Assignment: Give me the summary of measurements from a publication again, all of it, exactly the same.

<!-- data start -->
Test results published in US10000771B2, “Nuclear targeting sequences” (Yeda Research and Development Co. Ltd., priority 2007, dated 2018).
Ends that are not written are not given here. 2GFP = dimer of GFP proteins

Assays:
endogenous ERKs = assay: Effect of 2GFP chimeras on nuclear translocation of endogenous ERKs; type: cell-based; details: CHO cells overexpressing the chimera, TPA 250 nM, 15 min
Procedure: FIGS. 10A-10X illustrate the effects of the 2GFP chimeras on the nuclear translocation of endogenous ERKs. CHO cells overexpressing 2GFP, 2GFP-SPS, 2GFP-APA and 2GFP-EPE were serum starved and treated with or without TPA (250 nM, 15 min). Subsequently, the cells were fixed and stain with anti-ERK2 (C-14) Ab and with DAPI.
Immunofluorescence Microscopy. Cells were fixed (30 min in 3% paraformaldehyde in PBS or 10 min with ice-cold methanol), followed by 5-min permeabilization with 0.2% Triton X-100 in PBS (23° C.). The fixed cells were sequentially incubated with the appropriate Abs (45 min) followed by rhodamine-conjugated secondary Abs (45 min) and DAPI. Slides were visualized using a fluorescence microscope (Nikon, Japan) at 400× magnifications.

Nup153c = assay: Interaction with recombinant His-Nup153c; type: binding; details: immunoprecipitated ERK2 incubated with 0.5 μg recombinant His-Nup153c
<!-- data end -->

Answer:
Test results published in US10000771B2, “Nuclear targeting sequences” (Yeda Research and Development Co. Ltd., priority 2007, dated 2018).
Ends that are not written are not given here. 2GFP = dimer of GFP proteins

Assays:
endogenous ERKs = assay: Effect of 2GFP chimeras on nuclear translocation of endogenous ERKs; type: cell-based; details: CHO cells overexpressing the chimera, TPA 250 nM, 15 min
Procedure: FIGS. 10A-10X illustrate the effects of the 2GFP chimeras on the nuclear translocation of endogenous ERKs. CHO cells overexpressing 2GFP, 2GFP-SPS, 2GFP-APA and 2GFP-EPE were serum starved and treated with or without TPA (250 nM, 15 min). Subsequently, the cells were fixed and stain with anti-ERK2 (C-14) Ab and with DAPI.
Immunofluorescence Microscopy. Cells were fixed (30 min in 3% paraformaldehyde in PBS or 10 min with ice-cold methanol), followed by 5-min permeabilization with 0.2% Triton X-100 in PBS (23° C.). The fixed cells were sequentially incubated with the appropriate Abs (45 min) followed by rhodamine-conjugated secondary Abs (45 min) and DAPI. Slides were visualized using a fluorescence microscope (Nikon, Japan) at 400× magnifications.

Nup153c = assay: Interaction with recombinant His-Nup153c; type: binding; details: immunoprecipitated ERK2 incubated with 0.5 μg recombinant His-Nup153c